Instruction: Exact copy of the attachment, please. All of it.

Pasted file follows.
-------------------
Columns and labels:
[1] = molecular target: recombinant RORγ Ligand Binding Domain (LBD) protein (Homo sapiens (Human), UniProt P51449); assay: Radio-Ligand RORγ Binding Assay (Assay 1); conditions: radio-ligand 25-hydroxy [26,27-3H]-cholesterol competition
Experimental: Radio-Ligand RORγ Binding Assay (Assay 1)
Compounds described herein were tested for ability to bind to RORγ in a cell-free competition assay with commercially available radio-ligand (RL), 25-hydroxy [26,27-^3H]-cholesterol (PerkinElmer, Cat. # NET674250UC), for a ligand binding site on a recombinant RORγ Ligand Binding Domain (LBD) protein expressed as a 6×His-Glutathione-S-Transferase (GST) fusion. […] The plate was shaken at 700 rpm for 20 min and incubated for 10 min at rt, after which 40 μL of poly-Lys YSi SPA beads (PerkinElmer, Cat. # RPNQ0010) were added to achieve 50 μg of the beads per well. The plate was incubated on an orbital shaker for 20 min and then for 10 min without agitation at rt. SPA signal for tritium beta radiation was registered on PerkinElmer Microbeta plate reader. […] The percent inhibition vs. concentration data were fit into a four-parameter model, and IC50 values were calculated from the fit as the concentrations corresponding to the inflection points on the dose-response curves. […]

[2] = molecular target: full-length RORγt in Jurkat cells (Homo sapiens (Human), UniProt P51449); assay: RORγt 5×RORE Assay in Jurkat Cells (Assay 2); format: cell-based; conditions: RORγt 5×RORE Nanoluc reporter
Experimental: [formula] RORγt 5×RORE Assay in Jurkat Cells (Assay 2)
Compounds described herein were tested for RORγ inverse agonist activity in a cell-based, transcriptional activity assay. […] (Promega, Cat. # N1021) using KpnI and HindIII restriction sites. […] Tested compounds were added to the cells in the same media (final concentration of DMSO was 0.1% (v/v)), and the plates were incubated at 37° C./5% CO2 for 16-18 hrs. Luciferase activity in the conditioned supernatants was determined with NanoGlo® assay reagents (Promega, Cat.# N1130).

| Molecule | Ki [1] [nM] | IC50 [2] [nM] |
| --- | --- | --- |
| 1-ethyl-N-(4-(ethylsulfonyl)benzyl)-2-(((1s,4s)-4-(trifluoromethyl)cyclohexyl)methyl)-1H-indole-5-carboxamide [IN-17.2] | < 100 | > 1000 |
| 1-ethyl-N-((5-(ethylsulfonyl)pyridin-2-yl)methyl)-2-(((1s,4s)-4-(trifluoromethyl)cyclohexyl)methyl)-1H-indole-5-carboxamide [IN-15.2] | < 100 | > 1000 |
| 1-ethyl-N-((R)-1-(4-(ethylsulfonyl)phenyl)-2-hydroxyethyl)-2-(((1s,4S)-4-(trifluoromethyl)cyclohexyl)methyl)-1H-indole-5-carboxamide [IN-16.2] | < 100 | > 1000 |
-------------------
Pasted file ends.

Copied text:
Columns and labels:
[1] = molecular target: recombinant RORγ Ligand Binding Domain (LBD) protein (Homo sapiens (Human), UniProt P51449); assay: Radio-Ligand RORγ Binding Assay (Assay 1); conditions: radio-ligand 25-hydroxy [26,27-3H]-cholesterol competition
Experimental: Radio-Ligand RORγ Binding Assay (Assay 1)
Compounds described herein were tested for ability to bind to RORγ in a cell-free competition assay with commercially available radio-ligand (RL), 25-hydroxy [26,27-^3H]-cholesterol (PerkinElmer, Cat. # NET674250UC), for a ligand binding site on a recombinant RORγ Ligand Binding Domain (LBD) protein expressed as a 6×His-Glutathione-S-Transferase (GST) fusion. […] The plate was shaken at 700 rpm for 20 min and incubated for 10 min at rt, after which 40 μL of poly-Lys YSi SPA beads (PerkinElmer, Cat. # RPNQ0010) were added to achieve 50 μg of the beads per well. The plate was incubated on an orbital shaker for 20 min and then for 10 min without agitation at rt. SPA signal for tritium beta radiation was registered on PerkinElmer Microbeta plate reader. […] The percent inhibition vs. concentration data were fit into a four-parameter model, and IC50 values were calculated from the fit as the concentrations corresponding to the inflection points on the dose-response curves. […]

[2] = molecular target: full-length RORγt in Jurkat cells (Homo sapiens (Human), UniProt P51449); assay: RORγt 5×RORE Assay in Jurkat Cells (Assay 2); format: cell-based; conditions: RORγt 5×RORE Nanoluc reporter
Experimental: [formula] RORγt 5×RORE Assay in Jurkat Cells (Assay 2)
Compounds described herein were tested for RORγ inverse agonist activity in a cell-based, transcriptional activity assay. […] (Promega, Cat. # N1021) using KpnI and HindIII restriction sites. […] Tested compounds were added to the cells in the same media (final concentration of DMSO was 0.1% (v/v)), and the plates were incubated at 37° C./5% CO2 for 16-18 hrs. Luciferase activity in the conditioned supernatants was determined with NanoGlo® assay reagents (Promega, Cat.# N1130).

| Molecule | Ki [1] [nM] | IC50 [2] [nM] |
| --- | --- | --- |
| 1-ethyl-N-(4-(ethylsulfonyl)benzyl)-2-(((1s,4s)-4-(trifluoromethyl)cyclohexyl)methyl)-1H-indole-5-carboxamide [IN-17.2] | < 100 | > 1000 |
| 1-ethyl-N-((5-(ethylsulfonyl)pyridin-2-yl)methyl)-2-(((1s,4s)-4-(trifluoromethyl)cyclohexyl)methyl)-1H-indole-5-carboxamide [IN-15.2] | < 100 | > 1000 |
| 1-ethyl-N-((R)-1-(4-(ethylsulfonyl)phenyl)-2-hydroxyethyl)-2-(((1s,4S)-4-(trifluoromethyl)cyclohexyl)methyl)-1H-indole-5-carboxamide [IN-16.2] | < 100 | > 1000 |